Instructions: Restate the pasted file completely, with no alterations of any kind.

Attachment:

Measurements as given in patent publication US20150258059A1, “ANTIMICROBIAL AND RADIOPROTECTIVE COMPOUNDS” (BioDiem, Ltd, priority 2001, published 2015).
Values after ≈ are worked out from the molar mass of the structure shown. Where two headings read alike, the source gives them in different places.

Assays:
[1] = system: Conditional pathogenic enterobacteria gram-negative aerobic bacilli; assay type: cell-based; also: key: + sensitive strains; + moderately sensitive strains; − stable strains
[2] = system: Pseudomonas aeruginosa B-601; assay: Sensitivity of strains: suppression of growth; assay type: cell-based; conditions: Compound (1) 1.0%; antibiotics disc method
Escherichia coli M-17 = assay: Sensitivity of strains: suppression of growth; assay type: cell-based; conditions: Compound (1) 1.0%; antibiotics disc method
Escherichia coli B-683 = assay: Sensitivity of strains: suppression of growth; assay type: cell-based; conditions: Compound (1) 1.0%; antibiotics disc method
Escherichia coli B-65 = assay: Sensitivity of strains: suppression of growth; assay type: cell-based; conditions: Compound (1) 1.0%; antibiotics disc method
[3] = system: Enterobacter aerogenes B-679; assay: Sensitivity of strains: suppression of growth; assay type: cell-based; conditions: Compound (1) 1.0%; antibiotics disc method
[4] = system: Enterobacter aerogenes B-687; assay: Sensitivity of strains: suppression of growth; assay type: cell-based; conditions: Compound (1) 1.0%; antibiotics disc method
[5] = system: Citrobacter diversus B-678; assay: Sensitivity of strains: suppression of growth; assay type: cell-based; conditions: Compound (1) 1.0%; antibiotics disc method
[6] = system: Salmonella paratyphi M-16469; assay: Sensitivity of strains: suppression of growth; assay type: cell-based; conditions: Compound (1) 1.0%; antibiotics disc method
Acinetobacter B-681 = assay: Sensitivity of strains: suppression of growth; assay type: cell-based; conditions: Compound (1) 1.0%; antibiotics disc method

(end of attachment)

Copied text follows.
Measurements as given in patent publication US20150258059A1, “ANTIMICROBIAL AND RADIOPROTECTIVE COMPOUNDS” (BioDiem, Ltd, priority 2001, published 2015).
Values after ≈ are worked out from the molar mass of the structure shown. Where two headings read alike, the source gives them in different places.

Assays:
[1] = system: Conditional pathogenic enterobacteria gram-negative aerobic bacilli; assay type: cell-based; also: key: + sensitive strains; + moderately sensitive strains; − stable strains
[2] = system: Pseudomonas aeruginosa B-601; assay: Sensitivity of strains: suppression of growth; assay type: cell-based; conditions: Compound (1) 1.0%; antibiotics disc method
Escherichia coli M-17 = assay: Sensitivity of strains: suppression of growth; assay type: cell-based; conditions: Compound (1) 1.0%; antibiotics disc method
Escherichia coli B-683 = assay: Sensitivity of strains: suppression of growth; assay type: cell-based; conditions: Compound (1) 1.0%; antibiotics disc method
Escherichia coli B-65 = assay: Sensitivity of strains: suppression of growth; assay type: cell-based; conditions: Compound (1) 1.0%; antibiotics disc method
[3] = system: Enterobacter aerogenes B-679; assay: Sensitivity of strains: suppression of growth; assay type: cell-based; conditions: Compound (1) 1.0%; antibiotics disc method
[4] = system: Enterobacter aerogenes B-687; assay: Sensitivity of strains: suppression of growth; assay type: cell-based; conditions: Compound (1) 1.0%; antibiotics disc method
[5] = system: Citrobacter diversus B-678; assay: Sensitivity of strains: suppression of growth; assay type: cell-based; conditions: Compound (1) 1.0%; antibiotics disc method
[6] = system: Salmonella paratyphi M-16469; assay: Sensitivity of strains: suppression of growth; assay type: cell-based; conditions: Compound (1) 1.0%; antibiotics disc method
Acinetobacter B-681 = assay: Sensitivity of strains: suppression of growth; assay type: cell-based; conditions: Compound (1) 1.0%; antibiotics disc method